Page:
Such indifference is presumed indifferent to creaturely effects. A Christian conception of effectiveness survives the Abrahamic transition to Islam, the theopolitics and legalism of which are indissociable from the advent of algebra and algorithms as articulated by al Khwarizmi. The innovation of projective geometry Longo finds in religious paintings sets the stage for the statistical correlations made operational from the perspective of a chosen point in the virtual dimensions of vectoral cyberspace made visibile to machine learning, critically explained by Mackenzie. Mathematical, scientific, and pragmatist critiques can be found that all insist on the importance of not dismissing the theistic or religious undertones that develop over time into modern algorithmic techniques. The pragmatist probability of Peirce articulates itself in collateral critiques of religious predestination and scientistic determinism. This is echoed by Whitehead insisting on a non-statistical givenness prior to and beyond the merely probable. I suggest that this is a mathematical iteration of the electing grace prior to providence in Barth. The nearly Nietzschean valuations enabled by the given in Whitehead are founded on the envisagement of god. Mathematical probability, as such, is equally enabled to move beyond any chosen religion without forfeiting the concept of god. The more the concept of god is dismissed to the whims of religion, the more religious sentiments remain exploitable as microtargets prone to believing themselves chosen.

Religious conceptions of envisagement assume the supra-historical perspective critiqued by Foucault in terms of providence and theogony. These function through a reversal of causation associated with religious conceptions of an afterlife. But causal reversal must also be considered at work in both the mathematical probability calculus of Bayes' theorem derived from the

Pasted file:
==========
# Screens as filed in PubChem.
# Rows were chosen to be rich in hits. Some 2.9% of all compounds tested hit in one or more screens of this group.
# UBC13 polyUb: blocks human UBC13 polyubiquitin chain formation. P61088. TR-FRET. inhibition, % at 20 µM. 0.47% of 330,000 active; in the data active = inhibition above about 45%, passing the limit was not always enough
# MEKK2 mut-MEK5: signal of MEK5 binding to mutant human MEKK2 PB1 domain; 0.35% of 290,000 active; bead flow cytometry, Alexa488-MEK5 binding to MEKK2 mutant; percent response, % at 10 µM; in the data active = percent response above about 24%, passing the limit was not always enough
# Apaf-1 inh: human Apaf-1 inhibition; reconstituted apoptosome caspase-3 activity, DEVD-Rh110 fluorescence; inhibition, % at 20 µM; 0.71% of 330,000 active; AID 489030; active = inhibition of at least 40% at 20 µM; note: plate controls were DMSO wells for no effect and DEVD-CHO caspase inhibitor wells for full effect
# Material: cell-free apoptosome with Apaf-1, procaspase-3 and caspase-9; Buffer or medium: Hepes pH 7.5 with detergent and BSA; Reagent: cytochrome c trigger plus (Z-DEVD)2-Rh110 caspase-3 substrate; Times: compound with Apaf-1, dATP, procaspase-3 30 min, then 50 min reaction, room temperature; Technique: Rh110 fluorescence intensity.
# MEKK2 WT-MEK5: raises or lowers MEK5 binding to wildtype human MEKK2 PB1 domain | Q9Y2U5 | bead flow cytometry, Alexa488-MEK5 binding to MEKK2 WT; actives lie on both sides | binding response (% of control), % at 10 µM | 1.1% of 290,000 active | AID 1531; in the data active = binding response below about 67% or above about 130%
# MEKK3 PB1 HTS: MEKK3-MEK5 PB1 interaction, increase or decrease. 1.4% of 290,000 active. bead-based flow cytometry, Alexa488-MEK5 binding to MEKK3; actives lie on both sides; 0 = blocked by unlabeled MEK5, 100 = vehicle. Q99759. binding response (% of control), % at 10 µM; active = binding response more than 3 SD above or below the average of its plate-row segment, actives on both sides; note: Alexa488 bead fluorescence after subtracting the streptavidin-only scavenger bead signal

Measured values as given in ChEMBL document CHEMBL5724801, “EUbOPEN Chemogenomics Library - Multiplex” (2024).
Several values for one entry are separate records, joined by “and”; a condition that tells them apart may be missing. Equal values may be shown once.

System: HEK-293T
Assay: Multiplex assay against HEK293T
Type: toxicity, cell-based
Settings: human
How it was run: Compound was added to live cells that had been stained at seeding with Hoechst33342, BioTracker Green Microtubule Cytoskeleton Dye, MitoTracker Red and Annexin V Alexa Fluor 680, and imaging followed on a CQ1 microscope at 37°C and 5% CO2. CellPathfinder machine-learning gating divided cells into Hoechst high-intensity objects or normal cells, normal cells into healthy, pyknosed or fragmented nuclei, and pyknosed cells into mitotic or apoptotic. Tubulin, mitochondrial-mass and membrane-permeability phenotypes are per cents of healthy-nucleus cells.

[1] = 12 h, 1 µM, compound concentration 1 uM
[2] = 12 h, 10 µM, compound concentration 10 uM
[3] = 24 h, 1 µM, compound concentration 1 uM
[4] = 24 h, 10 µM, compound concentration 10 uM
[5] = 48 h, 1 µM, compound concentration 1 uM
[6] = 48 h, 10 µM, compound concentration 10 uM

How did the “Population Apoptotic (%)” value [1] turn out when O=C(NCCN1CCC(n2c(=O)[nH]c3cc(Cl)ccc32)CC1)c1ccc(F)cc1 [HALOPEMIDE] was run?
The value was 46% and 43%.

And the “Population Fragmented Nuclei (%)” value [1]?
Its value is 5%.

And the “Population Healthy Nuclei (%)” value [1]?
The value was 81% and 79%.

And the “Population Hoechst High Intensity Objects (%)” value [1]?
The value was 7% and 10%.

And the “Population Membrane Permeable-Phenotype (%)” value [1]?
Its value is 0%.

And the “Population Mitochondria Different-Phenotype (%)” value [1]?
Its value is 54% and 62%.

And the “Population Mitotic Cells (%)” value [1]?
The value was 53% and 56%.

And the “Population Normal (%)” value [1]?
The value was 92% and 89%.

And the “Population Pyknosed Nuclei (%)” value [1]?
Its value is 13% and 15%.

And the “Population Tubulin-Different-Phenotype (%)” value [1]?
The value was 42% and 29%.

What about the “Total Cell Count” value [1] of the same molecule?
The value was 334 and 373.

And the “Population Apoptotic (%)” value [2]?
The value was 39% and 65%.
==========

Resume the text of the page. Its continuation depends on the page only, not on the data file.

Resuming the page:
Just as there is no human lifeform that is not to some extent cyborg, there is no algorithm indemnified from some element of humanity. Even base-10 decimal enumeration is a byproduct of aleatory evolution into the anthropoid manual anatomy of fingers and thumbs.

It has become commonplace in contemporary critical circles, even in seminaries, to identify the death of god as a distinctly Christian invention.

The Editors, "Fantastic Planet,"

William Paley,

Paolo Zellini,

Zellini,

Zellini,

On bringing together Foucault and Habermas see, for instance, Colin Koopman,

Michel Foucault,

The reason "according to Epictetus [to] forgo marriage" is "the mission of caring for humans […] the whole of humanity." A "renunciation of […]

Cf. the connection between Protestant predestination and the alleged genetics of monogamy critiqued in Giuseppe Longo, "Scientific Thought and Absolutes: for an image of the sciences, between computing and biology,"

In marriage or outside it, humans are called to love: "whether in love and marriage or outside this bond, every [human] should realize that [it] is committed to live […] in this interrelationship, not […] as [one's] own but as being in fellowship." Karl Barth,

Jürgen Habermas,

They are not the only recent critical thinkers who share this interest. See also Jacques Derrida, "Deconstruction in America," trans. James Creech,

Michel Foucault,

Foucault,

Max Weber,

Cf. the political theology of

Adrian Mackenzie,

The term was used prior only in clinical cancer research.

Sasha Issenberg,

Issenberg,

State of Michigan Bureau of Elections, Lansing, "Questions and Answers: Michigan's Presidential Primary," March, 2016,

Issenberg,

Issenberg,

Issenberg,

Janicke Strainer,

J.S. Maloy,

Christopher Wylie,

Attributed to Alexander Nix of CA in a pitch to join the 2018 Mexican presidential campaign, Brittany Kaiser,

Wylie,

The suffix of theo-dicy derives from the Greek word for justice,

Issenberg,

Once developed, its efficacy is not limited Protestant cultures.